By 1960 the progressive welfare state had become, as its most famous theorist, Gunnar Myrdal, boasted, "the widely acclaimed ideal of a whole nation." Americans by then had accepted the progressive dogma that national prosperity and welfare had come into being not "as a result of the unhampered play of market forces, but through public policies, which are all under the ultimate sanction of the state." The American public expected the government to move to solve social ills. But even by that point the people had grown dissatisfied with the government's intrusiveness. "To many persons, the term 'Welfare State' has negative, not positive, connotations," Myrdal wrote. He worried that this public skepticism made people reluctant to grant authorities the central planning power he thought was necessary to make the welfare state work efficiently. Of course, before the 1960s were out, the federal government had massively expanded its bureaucratic power yet again under Lyndon Johnson's Great Society.

Only by the late 1970s, after years of brutal stagflation — an economy fettered by both inflation and stagnation — did the bipartisan faith in the bureaucratic welfare state show signs of weakening. Even then, however, President Reagan's efforts to reduce the burden of government were quickly overturned. His successors once again turned to expert bureaucracy to plan better for the general welfare. Republican President George W. Bush epitomized the commitment to progressive bureaucratic solutions, declaring, "We have a responsibility that when somebody hurts, government has got to move."


Failing the Test

Bush entered the presidency promising to be both empathetic and effective, pledging his commitment to "compassionate conservatism" and to using his skills as the first MBA president to run government efficiently. When asked what kind of conservative he was, he said he was an "efficient-government conservative" as opposed to a small-government conservative, reflecting the progressivism of his hero Theodore Roosevelt.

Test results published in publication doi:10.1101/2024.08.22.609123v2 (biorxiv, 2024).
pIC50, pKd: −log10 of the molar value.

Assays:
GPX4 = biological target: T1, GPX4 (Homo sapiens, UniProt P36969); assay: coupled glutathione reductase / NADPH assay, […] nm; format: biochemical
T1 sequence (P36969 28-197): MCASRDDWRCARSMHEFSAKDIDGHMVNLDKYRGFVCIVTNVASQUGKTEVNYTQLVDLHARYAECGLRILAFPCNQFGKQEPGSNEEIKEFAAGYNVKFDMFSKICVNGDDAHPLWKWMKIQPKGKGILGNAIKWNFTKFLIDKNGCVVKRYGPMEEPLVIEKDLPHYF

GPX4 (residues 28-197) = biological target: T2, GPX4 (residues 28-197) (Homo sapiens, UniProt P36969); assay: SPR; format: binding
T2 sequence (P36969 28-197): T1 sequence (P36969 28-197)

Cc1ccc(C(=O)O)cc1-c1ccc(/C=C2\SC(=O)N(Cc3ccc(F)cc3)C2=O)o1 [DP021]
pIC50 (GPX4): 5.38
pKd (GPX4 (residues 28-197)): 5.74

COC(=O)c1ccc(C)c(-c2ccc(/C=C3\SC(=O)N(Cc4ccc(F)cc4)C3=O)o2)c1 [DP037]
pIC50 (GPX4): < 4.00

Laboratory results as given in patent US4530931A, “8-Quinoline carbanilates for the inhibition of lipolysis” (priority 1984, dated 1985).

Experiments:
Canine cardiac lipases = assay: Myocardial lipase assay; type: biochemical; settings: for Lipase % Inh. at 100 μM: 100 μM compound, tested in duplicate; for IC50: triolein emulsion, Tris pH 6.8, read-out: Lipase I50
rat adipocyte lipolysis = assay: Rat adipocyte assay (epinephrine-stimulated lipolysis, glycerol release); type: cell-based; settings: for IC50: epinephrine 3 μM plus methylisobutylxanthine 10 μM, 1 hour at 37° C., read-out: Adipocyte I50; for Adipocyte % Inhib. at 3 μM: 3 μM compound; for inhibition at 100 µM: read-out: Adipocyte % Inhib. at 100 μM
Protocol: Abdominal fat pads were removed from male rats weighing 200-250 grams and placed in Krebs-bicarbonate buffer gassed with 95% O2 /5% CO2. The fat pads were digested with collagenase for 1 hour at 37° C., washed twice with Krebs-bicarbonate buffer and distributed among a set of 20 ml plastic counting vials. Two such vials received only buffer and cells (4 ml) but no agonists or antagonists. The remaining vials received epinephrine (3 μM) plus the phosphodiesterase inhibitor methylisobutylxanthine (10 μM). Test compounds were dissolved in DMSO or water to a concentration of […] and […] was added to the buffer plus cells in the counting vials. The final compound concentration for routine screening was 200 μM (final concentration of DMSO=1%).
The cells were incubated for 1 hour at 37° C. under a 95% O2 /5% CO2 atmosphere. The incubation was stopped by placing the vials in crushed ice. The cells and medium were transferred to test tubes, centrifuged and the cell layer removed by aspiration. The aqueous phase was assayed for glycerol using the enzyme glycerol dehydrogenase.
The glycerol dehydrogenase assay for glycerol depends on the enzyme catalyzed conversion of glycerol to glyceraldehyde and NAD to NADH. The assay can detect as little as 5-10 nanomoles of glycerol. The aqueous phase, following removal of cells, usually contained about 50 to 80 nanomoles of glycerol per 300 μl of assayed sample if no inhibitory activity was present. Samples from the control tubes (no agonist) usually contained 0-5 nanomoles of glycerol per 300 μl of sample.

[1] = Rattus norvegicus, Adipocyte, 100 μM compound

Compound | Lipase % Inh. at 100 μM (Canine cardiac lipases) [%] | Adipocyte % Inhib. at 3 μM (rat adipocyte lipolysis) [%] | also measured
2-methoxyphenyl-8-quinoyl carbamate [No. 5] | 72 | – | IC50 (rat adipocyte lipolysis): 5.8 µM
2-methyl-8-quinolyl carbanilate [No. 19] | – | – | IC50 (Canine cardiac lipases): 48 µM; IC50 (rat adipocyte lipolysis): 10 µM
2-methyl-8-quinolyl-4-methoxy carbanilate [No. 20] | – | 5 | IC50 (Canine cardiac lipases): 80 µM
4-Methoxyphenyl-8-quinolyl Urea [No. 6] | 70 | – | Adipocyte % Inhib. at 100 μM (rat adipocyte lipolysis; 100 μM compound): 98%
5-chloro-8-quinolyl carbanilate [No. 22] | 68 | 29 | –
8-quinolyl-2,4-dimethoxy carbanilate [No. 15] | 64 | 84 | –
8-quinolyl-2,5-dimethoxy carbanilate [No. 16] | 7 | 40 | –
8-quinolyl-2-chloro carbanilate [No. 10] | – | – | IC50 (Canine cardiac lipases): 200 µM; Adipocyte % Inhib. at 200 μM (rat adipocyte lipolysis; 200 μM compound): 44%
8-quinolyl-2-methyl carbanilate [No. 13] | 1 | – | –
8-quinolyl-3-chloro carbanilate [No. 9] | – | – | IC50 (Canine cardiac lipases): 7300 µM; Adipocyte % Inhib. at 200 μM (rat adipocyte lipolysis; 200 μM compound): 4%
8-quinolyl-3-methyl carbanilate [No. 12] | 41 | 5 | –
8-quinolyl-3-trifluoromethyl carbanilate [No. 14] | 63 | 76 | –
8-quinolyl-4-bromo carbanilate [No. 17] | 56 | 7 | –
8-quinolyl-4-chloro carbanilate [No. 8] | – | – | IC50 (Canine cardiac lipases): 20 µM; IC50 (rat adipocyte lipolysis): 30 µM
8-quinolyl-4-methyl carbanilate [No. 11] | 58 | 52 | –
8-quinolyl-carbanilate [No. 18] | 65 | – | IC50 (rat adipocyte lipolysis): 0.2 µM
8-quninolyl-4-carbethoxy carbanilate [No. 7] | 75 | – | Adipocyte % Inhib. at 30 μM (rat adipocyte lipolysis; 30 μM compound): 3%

The national government's response to Hurricane Katrina in 2005 offered the clearest test of Bush's vision and the welfare-state hope in the federal bureaucracy's efficiency. Progressive columnist E. J. Dionne Jr., the man President Bill Clinton credited with inspiring his "New Democrat" politics, noted that the Katrina disaster was "a time when government is morally obligated to be competent, prepared, innovative, flexible, well-financed — in short, smart enough and, yes, big enough to undertake an enormous task." As Dionne put it, the "government is the enemy until you need a friend."

The Federal Emergency Management Agency (FEMA) set up headquarters in Washington even before the storm landed and began planning distribution of supplies and organizing outside assistance from New Orleans. President Bush declared the hurricane a national disaster on Monday, August 29, the day the storm hit the Gulf Coast. FEMA's parent, the Department of Homeland Security (DHS), proclaimed the storm an "incident of national significance" on Tuesday.

But soon it became clear that the federal government was failing this big test. FEMA initiated its new post-9/11 DHS security pass system, allowing only those with the required expertise to enter the affected zone. This immediately became a bar to outside assistance. Florida attempted to send five hundred airboats but could not receive the needed security clearance; a flotilla from Shreveport was halted too. Bush housing secretary Alphonso Jackson complained at a cabinet meeting that his attempts to provide emergency housing had been thwarted by red tape. When trying to send a private helicopter to the scene, a congressman representing the area was told that FEMA was in charge, the Federal Aviation Administration (FAA) was in charge, and the military was. A mayor in his district was put on hold for forty-five minutes. Security forces blocked scores of private rescue boats from docking on the river. A sheriff was told to e-mail a request for help when he had no electricity.